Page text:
I try not to look at Twitter during my busiest Tuesdays—I try, and I ultimately fail. During breaks from the classroom, I’m feral in my desire to be plugged in. I don’t want to miss anything of cultural significance. Thankfully, my Columbia professors seem to agree. Early in October, The New York Times released a piece that has since become infamous: “Who Is the Bad Art Friend?” The story revolves around two writers and one’s life story that becomes the other’s fictional reality. Basically, Dawn Dorland donates her kidney. Sonya Larson depicts a character who acts similarly, although, in her short story, this character’s intentions are clear: she’s a white savior, looking for attention.
This story is messy; it hits upon a deep-seated fear of writers, nonfiction and otherwise: whose story is mine to tell? We discussed this essay in one of my graduate courses later on and the conversation was so alive. Everyone had read the piece and had their own take on it, and even though this pop culture phenomenon was of-the-moment, our discussion was productive, poking at questions and anxieties that are almost timeless. How do we write the truth but with empathy? There was also talk of craft, as there is in most graduate writing courses. Larson is a fiction writer, but she uses pieces of a real letter that Dorland wrote and posted to social media—is this crossing a boundary, or because the story is fictionalized, does that negate any truth found within? Do we, as writers, owe it to our subjects to tell them what we’ve written?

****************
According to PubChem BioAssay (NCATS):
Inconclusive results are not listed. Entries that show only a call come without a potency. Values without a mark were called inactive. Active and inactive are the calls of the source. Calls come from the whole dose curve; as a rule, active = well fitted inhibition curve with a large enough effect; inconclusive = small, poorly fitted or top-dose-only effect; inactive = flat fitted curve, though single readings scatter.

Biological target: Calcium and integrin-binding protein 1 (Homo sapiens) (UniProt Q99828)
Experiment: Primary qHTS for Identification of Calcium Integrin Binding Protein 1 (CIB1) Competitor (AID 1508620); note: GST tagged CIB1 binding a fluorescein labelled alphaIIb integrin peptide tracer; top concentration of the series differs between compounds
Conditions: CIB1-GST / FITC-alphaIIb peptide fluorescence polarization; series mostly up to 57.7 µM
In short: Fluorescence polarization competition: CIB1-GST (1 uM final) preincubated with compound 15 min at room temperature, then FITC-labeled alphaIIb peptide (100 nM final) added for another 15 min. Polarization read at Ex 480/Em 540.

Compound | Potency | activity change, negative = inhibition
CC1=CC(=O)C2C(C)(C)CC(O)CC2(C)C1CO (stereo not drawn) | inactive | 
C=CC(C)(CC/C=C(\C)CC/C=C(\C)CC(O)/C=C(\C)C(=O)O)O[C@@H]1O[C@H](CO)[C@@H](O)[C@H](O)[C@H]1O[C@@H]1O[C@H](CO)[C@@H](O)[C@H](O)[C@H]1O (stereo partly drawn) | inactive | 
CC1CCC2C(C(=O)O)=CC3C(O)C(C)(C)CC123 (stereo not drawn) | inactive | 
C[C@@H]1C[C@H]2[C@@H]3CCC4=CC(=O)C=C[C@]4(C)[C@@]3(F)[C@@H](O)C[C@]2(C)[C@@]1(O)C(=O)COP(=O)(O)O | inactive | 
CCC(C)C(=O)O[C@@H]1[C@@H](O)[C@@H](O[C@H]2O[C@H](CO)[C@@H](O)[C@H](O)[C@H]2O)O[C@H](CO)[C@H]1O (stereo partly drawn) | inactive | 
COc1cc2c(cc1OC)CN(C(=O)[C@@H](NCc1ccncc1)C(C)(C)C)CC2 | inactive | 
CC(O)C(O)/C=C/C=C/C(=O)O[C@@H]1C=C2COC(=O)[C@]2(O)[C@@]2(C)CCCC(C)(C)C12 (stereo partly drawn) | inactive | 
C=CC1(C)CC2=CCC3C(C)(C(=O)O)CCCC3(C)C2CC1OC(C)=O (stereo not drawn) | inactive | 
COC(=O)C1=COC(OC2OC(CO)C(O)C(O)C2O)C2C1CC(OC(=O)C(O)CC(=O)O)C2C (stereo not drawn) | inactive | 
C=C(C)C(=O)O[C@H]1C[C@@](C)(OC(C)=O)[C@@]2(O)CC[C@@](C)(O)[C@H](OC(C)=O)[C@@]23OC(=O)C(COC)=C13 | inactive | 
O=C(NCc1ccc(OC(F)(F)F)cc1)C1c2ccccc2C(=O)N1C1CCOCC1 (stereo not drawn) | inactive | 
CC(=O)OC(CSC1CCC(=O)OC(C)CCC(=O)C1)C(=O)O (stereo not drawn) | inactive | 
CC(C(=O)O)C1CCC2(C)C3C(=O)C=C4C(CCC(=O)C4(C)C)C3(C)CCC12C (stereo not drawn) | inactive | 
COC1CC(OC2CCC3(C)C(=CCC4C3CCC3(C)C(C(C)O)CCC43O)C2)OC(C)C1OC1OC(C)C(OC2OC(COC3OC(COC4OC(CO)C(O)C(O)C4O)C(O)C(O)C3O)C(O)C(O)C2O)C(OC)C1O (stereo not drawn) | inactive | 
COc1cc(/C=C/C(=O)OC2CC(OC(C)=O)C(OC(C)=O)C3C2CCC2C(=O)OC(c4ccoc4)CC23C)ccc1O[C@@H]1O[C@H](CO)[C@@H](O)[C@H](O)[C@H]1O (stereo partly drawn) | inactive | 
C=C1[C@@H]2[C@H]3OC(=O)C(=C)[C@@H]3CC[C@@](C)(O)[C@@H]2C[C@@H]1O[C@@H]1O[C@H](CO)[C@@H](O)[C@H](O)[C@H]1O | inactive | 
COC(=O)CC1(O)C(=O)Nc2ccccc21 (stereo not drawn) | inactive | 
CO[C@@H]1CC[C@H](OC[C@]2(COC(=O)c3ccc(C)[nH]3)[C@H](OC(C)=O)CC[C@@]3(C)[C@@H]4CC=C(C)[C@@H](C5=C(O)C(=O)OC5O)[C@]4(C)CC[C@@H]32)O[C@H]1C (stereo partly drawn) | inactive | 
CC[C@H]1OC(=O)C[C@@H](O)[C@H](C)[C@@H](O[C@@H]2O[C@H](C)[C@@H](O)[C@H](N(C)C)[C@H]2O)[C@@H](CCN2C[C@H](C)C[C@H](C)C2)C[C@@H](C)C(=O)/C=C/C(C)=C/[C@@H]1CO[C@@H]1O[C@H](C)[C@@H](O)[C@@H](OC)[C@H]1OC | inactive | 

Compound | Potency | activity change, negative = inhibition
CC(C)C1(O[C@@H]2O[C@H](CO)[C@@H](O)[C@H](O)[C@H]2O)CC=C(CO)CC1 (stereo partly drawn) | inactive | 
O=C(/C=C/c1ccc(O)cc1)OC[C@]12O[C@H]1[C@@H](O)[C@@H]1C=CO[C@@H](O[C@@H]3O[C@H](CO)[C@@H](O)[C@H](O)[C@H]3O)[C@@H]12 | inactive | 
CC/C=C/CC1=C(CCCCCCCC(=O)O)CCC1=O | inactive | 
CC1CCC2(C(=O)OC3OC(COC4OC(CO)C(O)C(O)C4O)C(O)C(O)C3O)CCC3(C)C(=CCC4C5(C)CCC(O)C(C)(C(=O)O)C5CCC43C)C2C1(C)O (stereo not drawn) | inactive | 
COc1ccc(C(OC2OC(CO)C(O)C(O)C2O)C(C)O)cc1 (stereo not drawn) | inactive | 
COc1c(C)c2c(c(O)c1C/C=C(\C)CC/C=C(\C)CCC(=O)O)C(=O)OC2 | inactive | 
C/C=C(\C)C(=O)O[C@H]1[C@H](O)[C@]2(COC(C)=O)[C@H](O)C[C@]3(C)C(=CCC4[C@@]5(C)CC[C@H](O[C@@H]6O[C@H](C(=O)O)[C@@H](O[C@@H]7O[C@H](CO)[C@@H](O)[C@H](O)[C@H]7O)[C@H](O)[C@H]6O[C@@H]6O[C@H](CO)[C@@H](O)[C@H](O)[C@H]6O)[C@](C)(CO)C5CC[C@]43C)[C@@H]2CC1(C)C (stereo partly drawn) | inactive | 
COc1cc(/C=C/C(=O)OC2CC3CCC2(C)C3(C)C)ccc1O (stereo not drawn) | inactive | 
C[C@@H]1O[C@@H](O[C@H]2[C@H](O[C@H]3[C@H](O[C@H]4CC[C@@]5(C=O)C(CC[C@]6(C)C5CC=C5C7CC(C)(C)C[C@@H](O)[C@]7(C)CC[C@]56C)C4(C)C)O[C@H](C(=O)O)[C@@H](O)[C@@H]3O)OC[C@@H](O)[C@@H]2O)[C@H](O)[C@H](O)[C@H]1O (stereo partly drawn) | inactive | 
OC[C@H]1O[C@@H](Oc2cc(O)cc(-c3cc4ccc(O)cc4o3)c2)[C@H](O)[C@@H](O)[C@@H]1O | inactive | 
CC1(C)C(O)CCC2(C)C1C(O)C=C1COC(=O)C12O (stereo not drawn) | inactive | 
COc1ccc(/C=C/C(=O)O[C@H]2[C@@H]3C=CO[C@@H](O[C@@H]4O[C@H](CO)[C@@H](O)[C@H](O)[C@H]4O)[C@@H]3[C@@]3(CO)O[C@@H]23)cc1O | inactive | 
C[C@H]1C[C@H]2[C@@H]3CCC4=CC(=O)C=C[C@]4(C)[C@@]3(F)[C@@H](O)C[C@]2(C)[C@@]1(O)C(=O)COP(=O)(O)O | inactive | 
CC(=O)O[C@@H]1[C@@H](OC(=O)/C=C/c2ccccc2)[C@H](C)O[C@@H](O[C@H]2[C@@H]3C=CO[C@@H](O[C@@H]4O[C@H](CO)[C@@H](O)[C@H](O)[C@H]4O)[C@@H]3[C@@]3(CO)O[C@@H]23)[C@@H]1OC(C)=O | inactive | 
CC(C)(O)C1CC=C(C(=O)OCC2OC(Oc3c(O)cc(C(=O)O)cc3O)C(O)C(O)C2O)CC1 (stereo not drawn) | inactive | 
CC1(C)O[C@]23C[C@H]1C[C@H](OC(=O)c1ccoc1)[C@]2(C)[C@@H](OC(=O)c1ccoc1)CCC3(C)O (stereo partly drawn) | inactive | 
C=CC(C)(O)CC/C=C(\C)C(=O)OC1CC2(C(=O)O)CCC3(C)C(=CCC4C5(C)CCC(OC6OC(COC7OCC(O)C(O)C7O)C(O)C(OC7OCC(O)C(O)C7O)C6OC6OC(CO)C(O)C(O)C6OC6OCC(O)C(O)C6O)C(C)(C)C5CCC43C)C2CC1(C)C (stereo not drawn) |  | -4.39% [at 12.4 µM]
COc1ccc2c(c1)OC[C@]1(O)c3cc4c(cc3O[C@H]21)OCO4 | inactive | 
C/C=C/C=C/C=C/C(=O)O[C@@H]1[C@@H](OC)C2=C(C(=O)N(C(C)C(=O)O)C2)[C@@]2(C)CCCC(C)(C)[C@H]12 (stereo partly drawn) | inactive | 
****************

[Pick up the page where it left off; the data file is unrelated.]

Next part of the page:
Now in the second year of my MFA, I’m deep in the trenches of my work and people are starting to take notice. Before, when I would write to simply have it written, pen keeping me awake, trance-like in my need to get all the words out, it didn’t matter who got caught up in the crossfire. Or, maybe it always did, and just now I’m alert to the idea that not everything should be told. But, like most writers, I’m self-righteous about telling the tales of my pain —it’s mine, right, bestowed upon me anyway, shouldn’t I have the final say? I try to assuage my fears with the idea that I write the truth; author Anne Lamott proclaims, “If people wanted you to write warmly about them, they should’ve behaved better,” and in many ways, this is how I’ve chosen to look at my work in nonfiction. But even the truth is, at times, subjective. There will always be two sides to the story, however. Perspective is fickle, and memory is always impossible.
I choose, then, to think of an emotional truth that guides me. Likely, I won’t be able to recount every factual detail in my work, I’m no journalist after all, but I will try to be honest to myself and the way I felt about a situation. In each essay, I get closer to knowing myself and I consider myself on a path to discovery each time. Therefore, in essays about my family, I think about whose story I’m trying to tell: if it’s my own story, then I let the piece live. Similarly, if I’m writing to discover the whole picture, then I should allow my characters—people in my life that have been honest or even cruel to me—to languish in enigma. I cannot cast them as the villains just out of spite.
Honesty drives my work, and while I don’t know what to make of Dawn Dorland or Sonya Larson, I do know that the Creative Writing Program only gets me closer to my own, personal truths.